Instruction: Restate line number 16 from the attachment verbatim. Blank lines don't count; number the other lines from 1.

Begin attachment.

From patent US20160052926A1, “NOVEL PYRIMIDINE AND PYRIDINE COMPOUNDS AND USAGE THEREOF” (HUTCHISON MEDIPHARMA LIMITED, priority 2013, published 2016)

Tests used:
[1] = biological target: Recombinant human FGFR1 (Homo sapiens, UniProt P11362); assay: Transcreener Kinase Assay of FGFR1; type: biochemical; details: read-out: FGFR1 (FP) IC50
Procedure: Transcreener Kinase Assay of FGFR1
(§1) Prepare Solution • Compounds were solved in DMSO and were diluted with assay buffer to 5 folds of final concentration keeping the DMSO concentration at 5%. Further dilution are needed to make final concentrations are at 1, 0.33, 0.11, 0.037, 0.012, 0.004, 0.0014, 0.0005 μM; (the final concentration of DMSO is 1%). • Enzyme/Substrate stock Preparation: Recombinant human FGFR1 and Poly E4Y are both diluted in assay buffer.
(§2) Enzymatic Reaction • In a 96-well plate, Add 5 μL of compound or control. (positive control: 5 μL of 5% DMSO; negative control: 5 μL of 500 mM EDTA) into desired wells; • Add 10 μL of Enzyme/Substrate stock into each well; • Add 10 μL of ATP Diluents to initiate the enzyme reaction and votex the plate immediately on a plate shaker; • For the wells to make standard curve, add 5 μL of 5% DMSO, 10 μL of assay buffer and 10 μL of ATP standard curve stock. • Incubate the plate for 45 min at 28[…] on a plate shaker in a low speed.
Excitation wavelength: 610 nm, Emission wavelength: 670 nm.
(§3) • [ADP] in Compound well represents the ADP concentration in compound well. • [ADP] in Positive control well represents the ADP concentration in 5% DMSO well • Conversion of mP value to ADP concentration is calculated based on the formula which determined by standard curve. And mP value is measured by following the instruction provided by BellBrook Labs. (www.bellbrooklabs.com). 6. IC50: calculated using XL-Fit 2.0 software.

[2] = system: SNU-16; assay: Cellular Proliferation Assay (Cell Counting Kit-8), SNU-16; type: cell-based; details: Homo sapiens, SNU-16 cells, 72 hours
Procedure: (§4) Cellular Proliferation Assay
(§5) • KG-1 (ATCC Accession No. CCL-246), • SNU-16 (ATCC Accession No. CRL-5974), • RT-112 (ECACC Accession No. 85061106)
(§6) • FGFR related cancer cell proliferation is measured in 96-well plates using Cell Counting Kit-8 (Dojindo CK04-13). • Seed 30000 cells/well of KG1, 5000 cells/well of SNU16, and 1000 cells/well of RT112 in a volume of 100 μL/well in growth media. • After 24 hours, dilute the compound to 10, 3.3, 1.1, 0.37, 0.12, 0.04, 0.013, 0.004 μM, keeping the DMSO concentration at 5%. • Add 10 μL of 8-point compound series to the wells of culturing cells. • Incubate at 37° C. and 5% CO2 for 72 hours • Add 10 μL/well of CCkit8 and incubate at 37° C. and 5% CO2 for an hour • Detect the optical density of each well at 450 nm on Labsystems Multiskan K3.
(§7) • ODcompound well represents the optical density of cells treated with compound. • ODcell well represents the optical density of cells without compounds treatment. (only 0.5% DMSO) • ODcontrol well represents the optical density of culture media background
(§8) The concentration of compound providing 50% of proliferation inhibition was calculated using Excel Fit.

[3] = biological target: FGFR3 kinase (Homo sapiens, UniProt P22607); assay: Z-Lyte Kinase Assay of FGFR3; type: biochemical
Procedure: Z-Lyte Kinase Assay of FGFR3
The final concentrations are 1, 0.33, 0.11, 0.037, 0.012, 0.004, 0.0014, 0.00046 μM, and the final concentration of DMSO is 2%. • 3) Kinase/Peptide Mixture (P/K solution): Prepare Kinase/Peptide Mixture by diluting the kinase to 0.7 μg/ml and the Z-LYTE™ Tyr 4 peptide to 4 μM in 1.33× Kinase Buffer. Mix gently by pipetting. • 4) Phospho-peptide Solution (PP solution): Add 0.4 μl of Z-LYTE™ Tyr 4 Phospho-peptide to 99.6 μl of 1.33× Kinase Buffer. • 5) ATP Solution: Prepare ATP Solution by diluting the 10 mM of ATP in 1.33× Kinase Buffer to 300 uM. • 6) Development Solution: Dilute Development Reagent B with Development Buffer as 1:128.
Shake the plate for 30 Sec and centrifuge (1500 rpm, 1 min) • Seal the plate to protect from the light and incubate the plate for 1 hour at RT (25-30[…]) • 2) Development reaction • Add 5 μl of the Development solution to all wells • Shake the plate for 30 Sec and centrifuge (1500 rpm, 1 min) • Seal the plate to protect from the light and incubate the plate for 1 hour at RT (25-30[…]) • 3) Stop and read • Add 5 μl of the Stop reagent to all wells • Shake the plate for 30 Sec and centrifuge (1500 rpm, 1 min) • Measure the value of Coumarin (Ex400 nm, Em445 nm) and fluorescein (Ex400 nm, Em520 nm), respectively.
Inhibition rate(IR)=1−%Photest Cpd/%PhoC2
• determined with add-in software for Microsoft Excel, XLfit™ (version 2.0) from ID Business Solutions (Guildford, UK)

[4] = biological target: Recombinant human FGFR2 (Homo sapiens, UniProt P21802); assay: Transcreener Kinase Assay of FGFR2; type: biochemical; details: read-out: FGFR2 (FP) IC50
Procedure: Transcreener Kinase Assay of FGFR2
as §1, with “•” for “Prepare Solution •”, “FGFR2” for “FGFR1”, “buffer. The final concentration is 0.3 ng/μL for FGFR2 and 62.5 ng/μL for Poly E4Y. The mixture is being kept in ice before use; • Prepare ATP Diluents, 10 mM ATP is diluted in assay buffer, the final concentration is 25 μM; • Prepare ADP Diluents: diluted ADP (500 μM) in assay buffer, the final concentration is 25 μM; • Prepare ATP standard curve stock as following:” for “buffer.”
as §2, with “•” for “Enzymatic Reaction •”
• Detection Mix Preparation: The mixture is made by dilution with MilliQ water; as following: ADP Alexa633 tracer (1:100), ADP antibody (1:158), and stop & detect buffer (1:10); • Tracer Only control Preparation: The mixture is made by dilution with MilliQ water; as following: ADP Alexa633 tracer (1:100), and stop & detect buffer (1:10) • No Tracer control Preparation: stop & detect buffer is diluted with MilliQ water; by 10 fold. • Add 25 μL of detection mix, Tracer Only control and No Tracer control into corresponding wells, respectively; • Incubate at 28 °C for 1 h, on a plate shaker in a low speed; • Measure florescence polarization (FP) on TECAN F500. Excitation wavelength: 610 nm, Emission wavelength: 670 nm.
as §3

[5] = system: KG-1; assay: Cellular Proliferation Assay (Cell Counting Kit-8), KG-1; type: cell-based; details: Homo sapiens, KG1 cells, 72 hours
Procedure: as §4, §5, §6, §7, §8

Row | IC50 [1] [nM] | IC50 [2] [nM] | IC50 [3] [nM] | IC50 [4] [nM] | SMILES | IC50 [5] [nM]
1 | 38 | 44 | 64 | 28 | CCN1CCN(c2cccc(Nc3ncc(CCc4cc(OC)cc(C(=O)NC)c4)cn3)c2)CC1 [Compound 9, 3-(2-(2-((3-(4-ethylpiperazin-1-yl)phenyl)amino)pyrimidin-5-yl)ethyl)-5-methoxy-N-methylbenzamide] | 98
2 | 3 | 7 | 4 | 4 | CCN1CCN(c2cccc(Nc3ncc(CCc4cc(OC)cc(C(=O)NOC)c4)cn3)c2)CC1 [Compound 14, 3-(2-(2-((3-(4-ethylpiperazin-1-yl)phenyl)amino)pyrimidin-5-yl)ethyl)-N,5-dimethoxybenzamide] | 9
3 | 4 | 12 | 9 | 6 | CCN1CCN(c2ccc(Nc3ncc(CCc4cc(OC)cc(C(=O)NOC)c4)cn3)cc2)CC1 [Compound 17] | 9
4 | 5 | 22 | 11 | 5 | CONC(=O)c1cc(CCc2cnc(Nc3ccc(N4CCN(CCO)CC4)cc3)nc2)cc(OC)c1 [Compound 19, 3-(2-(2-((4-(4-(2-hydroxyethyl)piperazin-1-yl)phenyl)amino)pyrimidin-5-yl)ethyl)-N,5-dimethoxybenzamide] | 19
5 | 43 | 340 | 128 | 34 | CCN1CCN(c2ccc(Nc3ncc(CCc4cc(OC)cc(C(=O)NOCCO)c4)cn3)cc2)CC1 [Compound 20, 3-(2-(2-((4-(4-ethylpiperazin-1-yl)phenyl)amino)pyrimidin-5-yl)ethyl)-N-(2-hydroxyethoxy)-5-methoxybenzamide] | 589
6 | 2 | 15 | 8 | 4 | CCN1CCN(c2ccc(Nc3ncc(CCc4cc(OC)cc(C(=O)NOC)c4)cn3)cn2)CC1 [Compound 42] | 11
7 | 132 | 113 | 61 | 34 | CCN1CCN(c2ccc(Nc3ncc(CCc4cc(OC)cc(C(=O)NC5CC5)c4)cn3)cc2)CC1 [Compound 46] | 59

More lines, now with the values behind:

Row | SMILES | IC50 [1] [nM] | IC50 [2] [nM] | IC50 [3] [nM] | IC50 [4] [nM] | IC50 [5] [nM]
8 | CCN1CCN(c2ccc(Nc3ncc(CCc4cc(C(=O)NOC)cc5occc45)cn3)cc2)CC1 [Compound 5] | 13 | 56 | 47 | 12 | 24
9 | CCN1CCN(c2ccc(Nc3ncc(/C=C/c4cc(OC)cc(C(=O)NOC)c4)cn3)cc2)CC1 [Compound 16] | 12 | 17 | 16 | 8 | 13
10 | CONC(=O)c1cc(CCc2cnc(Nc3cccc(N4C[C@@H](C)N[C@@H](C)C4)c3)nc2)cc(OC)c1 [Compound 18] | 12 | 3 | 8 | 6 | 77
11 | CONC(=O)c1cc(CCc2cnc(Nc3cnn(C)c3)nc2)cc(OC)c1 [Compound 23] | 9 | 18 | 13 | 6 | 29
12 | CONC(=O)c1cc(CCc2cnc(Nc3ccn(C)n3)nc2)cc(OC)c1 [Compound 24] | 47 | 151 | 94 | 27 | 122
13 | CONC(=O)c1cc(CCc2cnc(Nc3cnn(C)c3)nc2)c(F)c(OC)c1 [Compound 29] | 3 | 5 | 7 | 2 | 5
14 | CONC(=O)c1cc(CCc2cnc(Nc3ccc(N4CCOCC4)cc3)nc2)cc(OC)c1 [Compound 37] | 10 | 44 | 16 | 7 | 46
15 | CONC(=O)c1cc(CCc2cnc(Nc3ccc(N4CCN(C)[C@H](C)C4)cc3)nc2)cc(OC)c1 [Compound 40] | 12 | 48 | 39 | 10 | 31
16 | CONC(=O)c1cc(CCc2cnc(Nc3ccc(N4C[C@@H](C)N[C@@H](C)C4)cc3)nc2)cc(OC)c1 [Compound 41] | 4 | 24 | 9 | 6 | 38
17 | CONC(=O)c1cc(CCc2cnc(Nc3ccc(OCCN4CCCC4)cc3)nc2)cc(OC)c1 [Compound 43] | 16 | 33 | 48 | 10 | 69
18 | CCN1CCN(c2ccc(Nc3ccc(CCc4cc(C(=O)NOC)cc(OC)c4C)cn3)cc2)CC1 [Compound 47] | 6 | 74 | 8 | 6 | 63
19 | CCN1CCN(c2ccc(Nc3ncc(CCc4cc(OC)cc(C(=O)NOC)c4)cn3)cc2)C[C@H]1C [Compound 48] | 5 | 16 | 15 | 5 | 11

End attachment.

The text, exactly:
Procedure: Z-Lyte Kinase Assay of FGFR3